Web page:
Oversight involves three main principles: efficiency, effectiveness, and economy, in the interests of transparency.
The words "sex" and "gender" are not synonyms. The word "sex" refers to biological differences, while the word "gender" refers to relations between men and women and to social differences between men and women that have been acquired, that may change with time, and that vary widely both between countries and among the various cultures within a single country.
Gender analysis is a planning tool that serves the interest of everyone, men and women. A gender-sensitive budget is an economic analysis and an economic effectiveness tool. It in no way calls into question the country’s culture and traditions. Instead, it takes into account the specific contributions of men and women and their different needs in budgetary planning. It is a question of making the most of the complementarity between men and women.
Men and women play a significant role in the economy, although they have different responsibilities in economic activity and they are differently remunerated. When analyzing the state of men and women in the economy, three main sectors must be distinguished:
In general, the "care" economy is neither accounted for nor taken into consideration in budgetary analysis. This negatively affects the efficiency of economic and budgetary policies.
- The structured economy: private and public remunerated activities. The remunerated activity is generally dominated by men.
- The non- structured economy: small-scale activities based on work which is generally not remunerated, carried out by both men and women.
- The "care" economy: this is mainly centered on households. It involves activities to reproduce and maintain the labor force and to provide care for the collectivity, the family (cooking, household chores, washing clothes, caring for children, the sick and the elderly). It is most often non-remunerated work, carried out by women. All other activities are dependent upon this sector.
What kind of budget takes gender into consideration?
Why we need a budget that takes gender into consideration
- It does not involve a separate budget for women;
- It is a budget that encourages a more efficient use of resources in order to achieve equality between men and women and to ensure human development;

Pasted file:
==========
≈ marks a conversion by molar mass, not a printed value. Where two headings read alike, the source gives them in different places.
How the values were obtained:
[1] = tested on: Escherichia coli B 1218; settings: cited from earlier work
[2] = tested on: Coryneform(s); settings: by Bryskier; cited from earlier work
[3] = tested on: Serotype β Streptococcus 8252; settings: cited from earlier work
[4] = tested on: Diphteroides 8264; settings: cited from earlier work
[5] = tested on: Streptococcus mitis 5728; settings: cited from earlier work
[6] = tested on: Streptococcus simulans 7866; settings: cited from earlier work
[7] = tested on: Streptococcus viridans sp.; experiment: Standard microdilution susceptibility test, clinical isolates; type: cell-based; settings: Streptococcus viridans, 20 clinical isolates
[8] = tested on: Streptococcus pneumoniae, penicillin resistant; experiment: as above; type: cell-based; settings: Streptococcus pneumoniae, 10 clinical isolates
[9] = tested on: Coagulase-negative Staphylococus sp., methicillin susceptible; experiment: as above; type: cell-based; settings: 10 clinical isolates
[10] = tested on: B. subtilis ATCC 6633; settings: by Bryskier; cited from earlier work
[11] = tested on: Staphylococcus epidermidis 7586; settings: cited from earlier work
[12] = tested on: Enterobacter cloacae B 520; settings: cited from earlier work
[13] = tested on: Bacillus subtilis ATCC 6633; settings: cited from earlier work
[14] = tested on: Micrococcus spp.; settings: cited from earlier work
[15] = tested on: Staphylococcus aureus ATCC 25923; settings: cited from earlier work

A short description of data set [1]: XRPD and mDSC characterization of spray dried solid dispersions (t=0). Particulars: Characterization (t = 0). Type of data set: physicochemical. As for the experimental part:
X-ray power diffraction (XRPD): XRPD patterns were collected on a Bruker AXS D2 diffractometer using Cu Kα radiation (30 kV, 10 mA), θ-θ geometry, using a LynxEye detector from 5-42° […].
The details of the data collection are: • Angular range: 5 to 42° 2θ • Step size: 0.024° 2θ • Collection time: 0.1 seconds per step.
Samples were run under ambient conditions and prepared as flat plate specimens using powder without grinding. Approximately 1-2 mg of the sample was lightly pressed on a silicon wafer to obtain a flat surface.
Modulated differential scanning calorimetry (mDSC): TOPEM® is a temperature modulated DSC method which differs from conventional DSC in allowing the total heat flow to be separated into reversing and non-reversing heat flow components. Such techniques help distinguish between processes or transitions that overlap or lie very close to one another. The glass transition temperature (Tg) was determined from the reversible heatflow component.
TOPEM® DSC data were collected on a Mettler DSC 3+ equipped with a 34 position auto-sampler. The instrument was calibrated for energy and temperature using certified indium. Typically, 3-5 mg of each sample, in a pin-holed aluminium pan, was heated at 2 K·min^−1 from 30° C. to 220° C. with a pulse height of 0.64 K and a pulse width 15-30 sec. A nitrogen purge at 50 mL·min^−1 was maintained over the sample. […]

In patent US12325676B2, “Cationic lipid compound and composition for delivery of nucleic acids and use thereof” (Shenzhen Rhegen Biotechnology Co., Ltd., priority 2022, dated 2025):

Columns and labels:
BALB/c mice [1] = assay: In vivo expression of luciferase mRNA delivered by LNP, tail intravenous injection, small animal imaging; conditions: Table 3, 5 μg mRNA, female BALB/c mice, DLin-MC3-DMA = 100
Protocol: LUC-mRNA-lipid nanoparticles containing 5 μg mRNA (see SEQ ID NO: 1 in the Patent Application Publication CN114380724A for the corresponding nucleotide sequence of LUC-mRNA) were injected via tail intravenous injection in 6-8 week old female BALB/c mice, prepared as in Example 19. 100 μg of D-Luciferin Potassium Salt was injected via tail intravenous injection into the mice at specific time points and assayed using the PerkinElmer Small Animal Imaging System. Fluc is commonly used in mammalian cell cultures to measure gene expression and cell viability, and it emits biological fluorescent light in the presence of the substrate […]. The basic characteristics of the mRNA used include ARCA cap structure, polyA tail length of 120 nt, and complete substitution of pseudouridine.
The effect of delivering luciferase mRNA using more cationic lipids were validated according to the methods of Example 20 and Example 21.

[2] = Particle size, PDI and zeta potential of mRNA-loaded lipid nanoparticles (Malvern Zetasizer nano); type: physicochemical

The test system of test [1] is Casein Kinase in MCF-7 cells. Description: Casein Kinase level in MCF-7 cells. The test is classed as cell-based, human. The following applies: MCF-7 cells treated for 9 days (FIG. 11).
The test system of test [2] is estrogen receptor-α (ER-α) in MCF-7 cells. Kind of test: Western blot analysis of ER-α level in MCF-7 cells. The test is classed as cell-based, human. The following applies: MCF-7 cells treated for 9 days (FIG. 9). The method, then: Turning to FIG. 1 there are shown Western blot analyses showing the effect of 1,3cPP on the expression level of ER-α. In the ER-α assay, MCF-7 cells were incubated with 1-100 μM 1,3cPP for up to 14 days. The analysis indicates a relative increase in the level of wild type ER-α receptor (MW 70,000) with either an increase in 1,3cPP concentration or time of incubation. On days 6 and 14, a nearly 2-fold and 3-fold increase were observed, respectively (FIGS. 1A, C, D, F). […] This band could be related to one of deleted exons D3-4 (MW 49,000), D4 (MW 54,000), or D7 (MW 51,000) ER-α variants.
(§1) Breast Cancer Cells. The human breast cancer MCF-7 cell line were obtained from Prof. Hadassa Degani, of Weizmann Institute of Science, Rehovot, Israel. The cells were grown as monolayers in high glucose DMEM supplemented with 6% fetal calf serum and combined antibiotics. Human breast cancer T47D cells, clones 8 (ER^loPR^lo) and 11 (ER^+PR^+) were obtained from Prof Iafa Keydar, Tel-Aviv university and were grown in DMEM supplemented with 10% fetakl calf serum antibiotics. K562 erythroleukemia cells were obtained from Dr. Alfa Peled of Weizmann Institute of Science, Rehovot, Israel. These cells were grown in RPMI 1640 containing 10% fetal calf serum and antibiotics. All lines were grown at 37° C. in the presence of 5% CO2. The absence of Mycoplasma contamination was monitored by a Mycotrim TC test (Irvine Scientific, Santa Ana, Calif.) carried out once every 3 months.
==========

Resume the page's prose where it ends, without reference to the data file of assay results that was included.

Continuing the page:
- It is a budget that redefines priorities, rather than increasing government spending.
Therefore, the main idea is that available resources should be used in a way to improve equitably the quality of life for both men and women. Indeed, it was noted that a gender-sensitive budget allows a country to benefit from all its human resources (men and women) in order to remain competitive in an increasingly globalised world.
How to develop a gender-sensitive budget
- It is a matter of economic efficiency:
Gender-sensitive budgets increase economic efficiency and contribute to social welfare. They are a reliable means to achieve the objectives of sound public management. Ignoring women’s roles in the economy and in society and their specific needs undermines the efficiency of certain public policies. Inequality between men and women can be costly not only for women but also for men, children and society as a whole. This cost may be reflected in reduced economic efficiency, lower productivity, less skill development among individuals and impaired social welfare.
- It is a matter of rights:
In addition, gender-sensitive budgets help governments to meet their commitments to ensure equality, as stated in the Beijing Platform for Action, the Convention on the Elimination of All Forms of Discrimination against Women and the Millennium Development Goals.
Any gender-sensitive budget must be based on a three-stage analysis of each economic sector: its situation, policies, and budget appropriations. It is also advisable to assess the impact of the budget expenditure on men and women separately.
In order to contribute to gender equity within the framework of the budget, the parliament may insist that government ministers submit files outlining the impact on men and women of the measures that they propose. Parliament may also use studies commissioned by it to challenge or question the Government. Parliamentary oversight commissions can draw up lists of questions related to gender in various domains.
Follow-up to the seminar
Such seminars should be organized for members of parliament and parliamentary staff of the Arab countries at the national and regional levels. They should make use of the experience of the Arab countries in each of the domains concerned.
It is of the utmost importance that the participants share the benefits of the seminar with other parliamentarians and parliamentary staff in their national parliaments.